"WYSIWYG, WYSIWYG! Wherefore art thou, WYSIWYG?" With apologies to the Bard, that's the chant that some of us designers and programmers were mumbling in the early days of web tools. Our standard web development tool, Notepad or some other text editor, just couldn't show us the fruits of our hard labor. We had to save the file, load it in our browser, and hope that we didn't miss a closing </tr> tag in the middle of our meticulously indented code. Unfortunately, many times we did miss that </tr> tag and had to spend at least a few minutes searching for the proper spot in which to insert it. Frustrating days those were, when all we really wanted to do was develop the slick data entry screen we were applying to our company's new online survey.
Then, magically it seems, along came tools such as NaviPress, HoTMetal, Webauthor, FrontPage (before Microsoft bought it) and Dreamweaver. These tools made it easier for the programmer to integrate the graphic designer's wishes with our effective and bug-free (right?!) code. We no longer had to waste time looking for the elusive, missed closing HTML tag or guessing at table widths and alignments. The age of WYSIWYG web development was here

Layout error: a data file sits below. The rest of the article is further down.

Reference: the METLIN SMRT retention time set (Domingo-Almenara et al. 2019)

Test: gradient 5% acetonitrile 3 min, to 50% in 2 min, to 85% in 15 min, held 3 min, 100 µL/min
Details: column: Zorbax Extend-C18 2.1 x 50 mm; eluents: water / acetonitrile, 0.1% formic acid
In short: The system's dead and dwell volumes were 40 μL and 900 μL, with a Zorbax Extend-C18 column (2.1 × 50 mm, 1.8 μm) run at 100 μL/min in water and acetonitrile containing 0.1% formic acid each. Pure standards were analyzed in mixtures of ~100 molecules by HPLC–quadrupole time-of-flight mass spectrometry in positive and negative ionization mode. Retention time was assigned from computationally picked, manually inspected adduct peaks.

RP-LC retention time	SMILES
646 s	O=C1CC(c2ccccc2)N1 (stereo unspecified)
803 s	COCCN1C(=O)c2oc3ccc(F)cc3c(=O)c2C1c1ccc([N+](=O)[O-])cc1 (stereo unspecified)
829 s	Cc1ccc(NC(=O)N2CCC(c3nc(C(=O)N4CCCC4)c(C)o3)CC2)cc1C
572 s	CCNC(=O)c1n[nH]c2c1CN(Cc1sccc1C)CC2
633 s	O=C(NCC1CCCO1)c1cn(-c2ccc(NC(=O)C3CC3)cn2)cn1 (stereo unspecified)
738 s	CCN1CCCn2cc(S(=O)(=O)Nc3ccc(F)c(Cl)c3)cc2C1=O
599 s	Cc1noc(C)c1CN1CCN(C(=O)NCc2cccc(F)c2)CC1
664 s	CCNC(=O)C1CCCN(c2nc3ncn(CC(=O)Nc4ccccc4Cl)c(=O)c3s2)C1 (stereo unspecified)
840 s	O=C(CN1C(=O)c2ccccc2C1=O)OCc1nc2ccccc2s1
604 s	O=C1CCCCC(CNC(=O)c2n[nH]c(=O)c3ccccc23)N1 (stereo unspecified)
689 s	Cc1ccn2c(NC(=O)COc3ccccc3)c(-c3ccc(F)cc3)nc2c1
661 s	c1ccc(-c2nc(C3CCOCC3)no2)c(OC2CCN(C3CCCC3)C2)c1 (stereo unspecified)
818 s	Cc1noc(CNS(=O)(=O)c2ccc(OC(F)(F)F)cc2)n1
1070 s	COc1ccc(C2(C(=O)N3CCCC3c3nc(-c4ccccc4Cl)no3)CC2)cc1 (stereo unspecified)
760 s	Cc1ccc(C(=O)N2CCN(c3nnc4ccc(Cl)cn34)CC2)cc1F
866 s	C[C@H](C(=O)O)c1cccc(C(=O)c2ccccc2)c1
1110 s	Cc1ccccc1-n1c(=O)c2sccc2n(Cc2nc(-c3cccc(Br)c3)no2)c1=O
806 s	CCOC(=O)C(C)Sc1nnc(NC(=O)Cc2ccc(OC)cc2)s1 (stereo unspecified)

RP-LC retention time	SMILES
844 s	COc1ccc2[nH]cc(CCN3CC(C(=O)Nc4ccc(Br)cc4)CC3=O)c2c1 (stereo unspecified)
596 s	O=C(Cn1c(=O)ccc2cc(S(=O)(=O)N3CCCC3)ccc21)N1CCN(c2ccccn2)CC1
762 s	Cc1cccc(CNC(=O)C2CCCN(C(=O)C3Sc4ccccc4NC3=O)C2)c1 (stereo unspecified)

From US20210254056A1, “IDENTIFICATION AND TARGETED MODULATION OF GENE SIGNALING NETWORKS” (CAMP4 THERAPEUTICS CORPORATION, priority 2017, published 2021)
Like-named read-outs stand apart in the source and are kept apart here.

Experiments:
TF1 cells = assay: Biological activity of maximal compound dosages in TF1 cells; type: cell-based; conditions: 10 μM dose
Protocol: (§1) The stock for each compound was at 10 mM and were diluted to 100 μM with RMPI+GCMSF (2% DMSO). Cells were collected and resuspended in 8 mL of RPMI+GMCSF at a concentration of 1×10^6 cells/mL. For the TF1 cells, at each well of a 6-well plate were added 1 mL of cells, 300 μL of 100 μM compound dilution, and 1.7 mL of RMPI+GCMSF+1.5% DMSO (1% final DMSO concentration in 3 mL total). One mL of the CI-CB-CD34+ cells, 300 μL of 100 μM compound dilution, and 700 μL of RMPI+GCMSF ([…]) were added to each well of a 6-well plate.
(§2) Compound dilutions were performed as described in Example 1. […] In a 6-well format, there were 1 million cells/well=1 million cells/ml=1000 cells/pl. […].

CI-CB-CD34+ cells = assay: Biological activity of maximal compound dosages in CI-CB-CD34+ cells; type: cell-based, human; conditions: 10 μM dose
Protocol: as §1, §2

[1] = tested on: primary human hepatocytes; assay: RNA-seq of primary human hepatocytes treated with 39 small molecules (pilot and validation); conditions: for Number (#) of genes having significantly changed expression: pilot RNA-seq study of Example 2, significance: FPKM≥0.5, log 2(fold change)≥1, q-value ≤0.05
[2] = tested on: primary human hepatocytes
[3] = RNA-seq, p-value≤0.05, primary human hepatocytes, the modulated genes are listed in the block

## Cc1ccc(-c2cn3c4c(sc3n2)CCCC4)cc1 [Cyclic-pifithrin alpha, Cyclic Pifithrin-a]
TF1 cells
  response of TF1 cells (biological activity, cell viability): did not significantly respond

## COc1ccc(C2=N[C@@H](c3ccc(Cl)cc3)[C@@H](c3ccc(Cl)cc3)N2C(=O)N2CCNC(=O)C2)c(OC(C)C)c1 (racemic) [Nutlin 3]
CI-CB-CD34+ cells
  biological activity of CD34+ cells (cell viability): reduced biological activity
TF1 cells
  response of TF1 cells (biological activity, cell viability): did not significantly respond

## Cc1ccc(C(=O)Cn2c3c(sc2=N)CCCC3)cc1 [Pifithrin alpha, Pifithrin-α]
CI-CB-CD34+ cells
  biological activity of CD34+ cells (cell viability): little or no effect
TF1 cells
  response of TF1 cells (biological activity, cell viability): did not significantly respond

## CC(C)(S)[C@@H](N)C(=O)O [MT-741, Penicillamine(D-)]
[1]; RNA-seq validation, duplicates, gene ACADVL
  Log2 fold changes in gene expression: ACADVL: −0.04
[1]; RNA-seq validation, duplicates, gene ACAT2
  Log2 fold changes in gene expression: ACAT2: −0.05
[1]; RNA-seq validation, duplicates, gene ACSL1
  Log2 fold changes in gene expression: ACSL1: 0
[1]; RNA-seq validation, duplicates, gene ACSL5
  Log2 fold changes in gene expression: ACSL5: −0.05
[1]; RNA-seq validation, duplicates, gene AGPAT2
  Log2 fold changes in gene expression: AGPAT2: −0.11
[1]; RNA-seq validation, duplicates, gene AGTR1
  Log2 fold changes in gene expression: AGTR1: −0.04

That was way back in 1997. Since then, many other WYSIWYG web tools have come and gone, and some have stayed. And they all have their little quirks and problems. True WYSIWYG still isn't possible in all cases, although you can pretty much count on WYSIAWYG, although none of the other tools have the robust feature set that Dreamweaver MX contains. But it took even the mighty Macromedia a while to get there
From NetLingo.com: "An acronym-this is a classic acronym for a technology that allows you to view or print a document exactly as it looks."
From FOLDOC (Free on-line Dictionary of Computing): "<jargon> (WYSIWYG) /wiz'ee-wig/ Describes a user interface for a document preparation system under which changes are represented by displaying a more-or-less accurate image of the way the document will finally appear, e.g. when printed. This is in contrast to one that uses more-or-less obscure commands that do not result in immediate visual feedback.
"True WYSIWYG in environments supporting multiple fonts or graphics is a rarely-attained ideal; there are variants of this term to express real-world manifestations including WYSIAWYG (What You See Is *Almost* What You Get) and WYSIMOLWYG (What You See Is More or Less What You Get)."line